The veil thins. Halloween is here.
The veils between the worlds become thin. It’s halloween. What does this mean to you?
When I was a child back in the 70s, there was no Trick or Treat. The most you got was apple bobbing, but to be honest I think that more on Bonfire Night. I can’t actually remember anything happening on All Hallows Eve.
It has only been in the last ten years or so, that I have become much more aware of the different ways in which people celebrate this sacred time. I understand that children have adopted the American version of this event by dressing up, and wandering the streets hoping to get their buckets filled with sweets, but I can’t say I like it when I see them dressed as the most scary ghoulish film characters.
The veils grow thin.
This is a time where we as mortals can access the dimensions that have gone before. We can connect with our ancestors and give thanks to mother nature for her bountiful supply of autumnal harvest. We notice her nod her head in the trees before she hunkers down for the winter season ahead. For me this is not a time to be afraid of the ghosts and the ghouls, although as a child that was all I knew – going to bed and hiding so deep under the covers that no ghost could find me. How frightened I was!
The history behind Samhain (Summers End) is an interesting one. As with many festivals, the celebration is on the eve of the day. November 1st is actually Samhain, but we celebrate it tonight. Children have been led to believe its all about the scary stuff, but it’s not. It’s a time when it is believed we can connect with ancestors. A time when we can honour them and a chance to be thankful. There are many traditions which originate in Europe and have spread throughout the world. One being giving an offering of fruits and nuts to spirits. Late October was always the celtic nut harvest. It is a time to store the harvest, sweep away the old and prepare for the new. The more time I spend in the countryside, the more I embrace the true essence of the change of seasons. Tonight on my walk out with the dog, it really smelt like the season had turned. It was cool, and still, with a misty air.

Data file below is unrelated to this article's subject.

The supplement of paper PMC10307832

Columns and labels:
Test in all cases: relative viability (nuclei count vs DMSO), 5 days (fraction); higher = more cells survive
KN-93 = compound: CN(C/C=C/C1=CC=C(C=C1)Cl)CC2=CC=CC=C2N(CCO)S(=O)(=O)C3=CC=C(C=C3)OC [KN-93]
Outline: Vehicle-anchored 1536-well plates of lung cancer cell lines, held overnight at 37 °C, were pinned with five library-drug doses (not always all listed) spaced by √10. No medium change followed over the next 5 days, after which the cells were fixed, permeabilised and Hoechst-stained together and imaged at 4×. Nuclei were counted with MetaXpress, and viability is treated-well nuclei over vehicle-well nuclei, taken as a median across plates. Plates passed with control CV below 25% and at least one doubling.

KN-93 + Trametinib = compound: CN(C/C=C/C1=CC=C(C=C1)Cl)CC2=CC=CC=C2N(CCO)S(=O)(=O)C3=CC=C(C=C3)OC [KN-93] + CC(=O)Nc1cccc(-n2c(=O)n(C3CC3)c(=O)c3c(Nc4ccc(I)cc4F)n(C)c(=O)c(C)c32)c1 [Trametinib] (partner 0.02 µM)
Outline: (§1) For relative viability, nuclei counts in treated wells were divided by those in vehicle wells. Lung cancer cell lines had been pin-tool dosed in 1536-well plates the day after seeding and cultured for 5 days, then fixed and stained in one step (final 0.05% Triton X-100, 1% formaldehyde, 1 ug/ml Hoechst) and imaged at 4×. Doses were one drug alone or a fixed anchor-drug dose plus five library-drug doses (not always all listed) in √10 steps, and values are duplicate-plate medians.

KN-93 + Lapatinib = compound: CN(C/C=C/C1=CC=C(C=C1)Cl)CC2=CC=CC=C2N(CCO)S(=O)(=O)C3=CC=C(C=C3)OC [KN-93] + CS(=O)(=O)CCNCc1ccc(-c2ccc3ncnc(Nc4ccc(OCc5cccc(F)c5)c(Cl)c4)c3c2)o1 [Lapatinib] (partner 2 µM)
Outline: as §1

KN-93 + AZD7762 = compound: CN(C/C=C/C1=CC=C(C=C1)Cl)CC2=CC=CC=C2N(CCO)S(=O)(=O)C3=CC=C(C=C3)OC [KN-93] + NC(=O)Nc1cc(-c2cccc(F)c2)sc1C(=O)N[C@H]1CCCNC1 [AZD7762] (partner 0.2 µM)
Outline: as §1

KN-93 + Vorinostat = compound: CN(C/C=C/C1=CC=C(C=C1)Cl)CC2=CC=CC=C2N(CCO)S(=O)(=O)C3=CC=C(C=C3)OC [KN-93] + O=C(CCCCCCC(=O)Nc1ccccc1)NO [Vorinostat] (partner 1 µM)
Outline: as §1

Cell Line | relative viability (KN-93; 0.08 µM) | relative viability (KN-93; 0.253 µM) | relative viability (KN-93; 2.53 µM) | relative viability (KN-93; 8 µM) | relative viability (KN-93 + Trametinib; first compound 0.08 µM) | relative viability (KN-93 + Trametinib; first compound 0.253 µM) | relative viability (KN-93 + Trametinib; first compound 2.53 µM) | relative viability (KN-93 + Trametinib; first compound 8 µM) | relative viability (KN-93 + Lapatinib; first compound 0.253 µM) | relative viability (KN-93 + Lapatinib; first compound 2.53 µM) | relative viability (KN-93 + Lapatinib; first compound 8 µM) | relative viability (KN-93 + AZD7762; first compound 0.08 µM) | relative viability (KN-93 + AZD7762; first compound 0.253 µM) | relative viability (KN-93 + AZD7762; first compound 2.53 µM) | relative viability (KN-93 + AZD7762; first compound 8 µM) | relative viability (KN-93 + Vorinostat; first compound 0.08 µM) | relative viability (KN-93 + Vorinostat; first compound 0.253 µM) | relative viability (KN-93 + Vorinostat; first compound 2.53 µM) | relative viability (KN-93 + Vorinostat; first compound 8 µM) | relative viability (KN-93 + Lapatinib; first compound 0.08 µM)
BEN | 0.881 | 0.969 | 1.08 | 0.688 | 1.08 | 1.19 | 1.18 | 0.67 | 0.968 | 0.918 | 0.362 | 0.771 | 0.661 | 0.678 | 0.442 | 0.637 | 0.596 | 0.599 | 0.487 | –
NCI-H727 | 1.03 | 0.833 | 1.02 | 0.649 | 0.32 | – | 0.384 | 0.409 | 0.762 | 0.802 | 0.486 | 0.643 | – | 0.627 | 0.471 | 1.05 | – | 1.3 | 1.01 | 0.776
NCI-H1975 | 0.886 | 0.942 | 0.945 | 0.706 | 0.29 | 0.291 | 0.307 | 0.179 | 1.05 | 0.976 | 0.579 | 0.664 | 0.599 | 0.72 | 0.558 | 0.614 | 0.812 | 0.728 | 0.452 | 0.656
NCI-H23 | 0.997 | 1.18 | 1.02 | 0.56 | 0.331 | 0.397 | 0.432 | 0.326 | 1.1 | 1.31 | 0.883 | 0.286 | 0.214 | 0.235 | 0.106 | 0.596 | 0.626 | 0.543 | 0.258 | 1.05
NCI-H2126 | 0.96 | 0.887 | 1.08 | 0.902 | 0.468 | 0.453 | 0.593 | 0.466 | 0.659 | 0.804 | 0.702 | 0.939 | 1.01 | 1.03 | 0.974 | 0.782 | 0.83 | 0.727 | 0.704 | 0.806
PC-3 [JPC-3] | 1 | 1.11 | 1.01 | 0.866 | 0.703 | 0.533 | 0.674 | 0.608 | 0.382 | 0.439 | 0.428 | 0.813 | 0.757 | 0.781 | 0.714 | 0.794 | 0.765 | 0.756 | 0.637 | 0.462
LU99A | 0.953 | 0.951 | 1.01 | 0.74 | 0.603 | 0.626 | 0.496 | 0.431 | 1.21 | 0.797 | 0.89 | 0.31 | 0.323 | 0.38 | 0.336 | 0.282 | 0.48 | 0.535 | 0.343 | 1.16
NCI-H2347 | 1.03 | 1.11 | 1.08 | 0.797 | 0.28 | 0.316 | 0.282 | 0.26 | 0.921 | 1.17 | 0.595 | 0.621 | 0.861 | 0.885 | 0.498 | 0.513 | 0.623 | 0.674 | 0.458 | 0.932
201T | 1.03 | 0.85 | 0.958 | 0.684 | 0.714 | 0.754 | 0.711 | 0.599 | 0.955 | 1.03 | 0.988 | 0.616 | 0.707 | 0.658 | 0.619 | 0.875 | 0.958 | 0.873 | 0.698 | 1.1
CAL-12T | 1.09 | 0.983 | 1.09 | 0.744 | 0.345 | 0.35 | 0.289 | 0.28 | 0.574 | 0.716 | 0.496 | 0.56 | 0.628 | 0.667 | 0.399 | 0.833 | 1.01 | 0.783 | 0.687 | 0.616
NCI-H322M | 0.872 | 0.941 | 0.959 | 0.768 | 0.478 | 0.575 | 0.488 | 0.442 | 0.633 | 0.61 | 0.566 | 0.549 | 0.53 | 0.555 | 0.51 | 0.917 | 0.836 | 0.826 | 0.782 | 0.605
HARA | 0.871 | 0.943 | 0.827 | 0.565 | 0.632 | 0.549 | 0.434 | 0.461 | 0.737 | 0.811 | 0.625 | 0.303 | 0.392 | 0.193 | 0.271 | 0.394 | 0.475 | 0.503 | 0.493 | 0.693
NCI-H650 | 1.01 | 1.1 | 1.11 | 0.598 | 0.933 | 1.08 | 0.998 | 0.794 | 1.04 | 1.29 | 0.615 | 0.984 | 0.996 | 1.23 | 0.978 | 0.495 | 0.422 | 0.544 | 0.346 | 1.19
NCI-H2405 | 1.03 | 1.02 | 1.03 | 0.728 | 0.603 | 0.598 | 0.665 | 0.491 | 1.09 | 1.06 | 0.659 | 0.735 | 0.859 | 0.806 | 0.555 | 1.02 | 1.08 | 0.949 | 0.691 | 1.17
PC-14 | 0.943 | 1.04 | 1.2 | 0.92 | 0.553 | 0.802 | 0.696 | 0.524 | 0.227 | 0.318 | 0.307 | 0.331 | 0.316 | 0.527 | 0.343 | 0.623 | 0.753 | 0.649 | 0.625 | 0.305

The Day of The Dead
On the other side of the pond, The Day Of The Dead is celebrated by Catholics in New Mexico on the 1st of November with huge street parties and processions. These amazing parties weren’t really know over here until a James Bond film was set in one of the processions, and more recently in the Jack Reacher film.
For the Celtic tradition, this is the start of the New Year.
Candles and lit pumpkins are to guide lost spirits home, not to ward off evil. This is the perfect time to set your ceremony space and light candles of warm autumnal colours. Pick fruits and nuts and lay them nearby. Set your intentions, and clear out old limiting beliefs that are holding you back. Be mindful, take some time to just ‘be’, and take some deeper breaths in the cool night air. Know that you are mortal and walking your path on the earth, but deep inside you are spirit. Welcome and give thanks to those who walked before you.
I am however very practical, and as MrH is home tonight, I won’t be going outside to light a fire and set ceremony. I am a lone witch, as you you know. I do however have a basket of teeth rotting sweets for any children that come calling. After all, they are having fun. One day they may look at the true essence behind this time of year.